when i got to the pier today, this was on the ground....
epri 3A/9.4.05 - dred/ideas in motion
autumn leaves 2 - pacific jazz quartet featuring sasha dobson/unreleased
lazy lover - brazilian girls/don't stop
palms - frank locrasto/night people
tillie 3 - dred/the satie project/unreleased
have a cigar - pink floyd/wish you were here
eronel - monk/criss-cross
crossing - oregon/crossing
lola - the kinks/best of
the phone call - pretenders/pretenders
time for the hard stuff - dred scott trio/live at the rockwood music hall
'epri' refers to the client - the electric power research institute. this was a slightly different version of a cue i did that you can hear in one of the other dispatches.
sasha dobson is one of my oldest and dearest friends. 'friends' doesn't really describe our relationship. 'family' would be a better word. when my daughter was born, she held one of my wife's legs, i held the other. i'm good friends with her older brother, smith, who lives in san fran and plays everything. and her mom who is a great singer. in 2001, her father, bay area piano legend, smith sr., died very tragically in a car accident coming home from a gig. he was just 54, one year older than me. it's heart-wrenching to remember him. what a family. they all have/had an incredible natural gift of musicality and artistic sensitivity. even sasha's grandmother sings great. i've known sasha since she was just 17. she moved to nyc a couple of years after i met her - i think i met her through smith but i can't remember. she was a kid. fast forward 10 or so years and i find my way to nyc and we became reconnected. by then she was singing like a seasoned pro. over the years we became closer personally and played a ton of gigs together. she is one of the few jazz singers that almost prefers to sing without chordal accompaniment. i know it's partially because of the hole her dad left in her life - no more chords. but it is also because she sings so freely that chords can get in her way. when there are no chords, the ear of the listener leans forward, giving sash all the attention and you can really her the beauty and artistry of her singing. she first heard me playing drums in one of smith jr's bands that he played vibes in. so she has often called me to play drums on gigs. that lead to this specific project that never made an album - the pacific jazz quartet. a lot of the pacific jazz label albums had no chords - the mulligan/baker quartet, for example - so that's where the band name came from. our other old friend from the bay area, rob sudduth, had moved to nyc. and we were all great friends with life long new yorker and incredible bass player, neal miner, so we started this project. this track was recorded live in my basement.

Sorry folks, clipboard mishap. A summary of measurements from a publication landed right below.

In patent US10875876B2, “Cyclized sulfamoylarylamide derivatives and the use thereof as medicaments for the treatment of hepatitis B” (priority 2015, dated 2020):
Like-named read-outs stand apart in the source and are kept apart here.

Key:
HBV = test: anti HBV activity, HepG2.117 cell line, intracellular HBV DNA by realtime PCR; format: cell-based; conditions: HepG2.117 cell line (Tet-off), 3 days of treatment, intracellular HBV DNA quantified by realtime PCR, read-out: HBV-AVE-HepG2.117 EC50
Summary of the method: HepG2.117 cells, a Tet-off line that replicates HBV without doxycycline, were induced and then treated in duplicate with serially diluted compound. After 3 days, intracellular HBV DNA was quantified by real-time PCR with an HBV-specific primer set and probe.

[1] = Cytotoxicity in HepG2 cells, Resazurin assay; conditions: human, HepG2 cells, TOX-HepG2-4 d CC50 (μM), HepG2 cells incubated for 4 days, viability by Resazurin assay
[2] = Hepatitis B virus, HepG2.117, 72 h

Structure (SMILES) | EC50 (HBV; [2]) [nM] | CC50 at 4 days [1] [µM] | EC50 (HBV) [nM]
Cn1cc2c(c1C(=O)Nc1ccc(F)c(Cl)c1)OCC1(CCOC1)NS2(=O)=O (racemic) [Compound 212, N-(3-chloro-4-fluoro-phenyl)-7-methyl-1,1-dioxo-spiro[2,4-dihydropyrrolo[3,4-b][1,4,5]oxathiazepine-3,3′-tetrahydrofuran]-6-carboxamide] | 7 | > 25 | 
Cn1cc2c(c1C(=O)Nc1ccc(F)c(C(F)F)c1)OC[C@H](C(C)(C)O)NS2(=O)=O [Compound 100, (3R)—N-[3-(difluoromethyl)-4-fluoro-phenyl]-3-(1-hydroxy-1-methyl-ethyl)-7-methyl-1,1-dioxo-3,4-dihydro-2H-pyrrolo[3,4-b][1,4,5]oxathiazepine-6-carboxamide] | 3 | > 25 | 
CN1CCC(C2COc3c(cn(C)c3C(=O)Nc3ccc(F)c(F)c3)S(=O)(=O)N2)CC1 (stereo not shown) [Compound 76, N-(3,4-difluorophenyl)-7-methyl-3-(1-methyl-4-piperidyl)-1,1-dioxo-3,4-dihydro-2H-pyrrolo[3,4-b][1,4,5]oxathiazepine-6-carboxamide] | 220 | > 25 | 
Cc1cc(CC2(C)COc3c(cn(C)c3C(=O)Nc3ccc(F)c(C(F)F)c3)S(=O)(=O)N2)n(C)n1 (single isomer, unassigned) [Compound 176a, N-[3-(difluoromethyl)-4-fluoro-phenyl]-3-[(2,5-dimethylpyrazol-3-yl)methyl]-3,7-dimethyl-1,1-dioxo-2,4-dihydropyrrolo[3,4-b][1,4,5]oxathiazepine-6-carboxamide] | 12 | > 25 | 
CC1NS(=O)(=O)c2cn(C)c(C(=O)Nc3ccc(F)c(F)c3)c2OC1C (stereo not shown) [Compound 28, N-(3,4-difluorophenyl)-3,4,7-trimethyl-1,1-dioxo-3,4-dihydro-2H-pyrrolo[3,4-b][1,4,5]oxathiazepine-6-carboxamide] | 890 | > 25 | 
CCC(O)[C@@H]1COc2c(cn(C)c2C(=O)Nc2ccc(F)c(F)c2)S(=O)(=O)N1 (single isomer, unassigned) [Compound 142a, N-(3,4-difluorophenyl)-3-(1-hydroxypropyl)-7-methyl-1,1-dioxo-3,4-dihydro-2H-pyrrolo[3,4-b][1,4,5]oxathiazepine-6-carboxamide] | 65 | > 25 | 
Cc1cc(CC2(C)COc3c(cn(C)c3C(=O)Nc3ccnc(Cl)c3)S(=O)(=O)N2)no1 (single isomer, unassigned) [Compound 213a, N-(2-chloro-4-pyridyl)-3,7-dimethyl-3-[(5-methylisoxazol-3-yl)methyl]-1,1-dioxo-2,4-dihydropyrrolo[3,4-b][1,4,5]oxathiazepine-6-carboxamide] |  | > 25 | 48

lazy lover, cassanova
you roll over
when i want more
it bears mentioning again the i love this frank locrasto record. the story i wrote for the liner notes is on here somewhere.
i came across this book of satie's containing 20 short pieces for piano in a bookstore sometime ago. he called it, 'sports et divertissments'. it was written in 1914. on one page is a short piano piece written in satie's hand with comments of his written under the music. the one he called 'la chasse' - hunting, for example, has the text written throughout the music:
'do you hear the rabbit singing? what a voice! the nightingale is in its burrow. the owl is nursing its children. the young wild boar is going to get married. as for me, i am knocking down nuts with rifle shots.'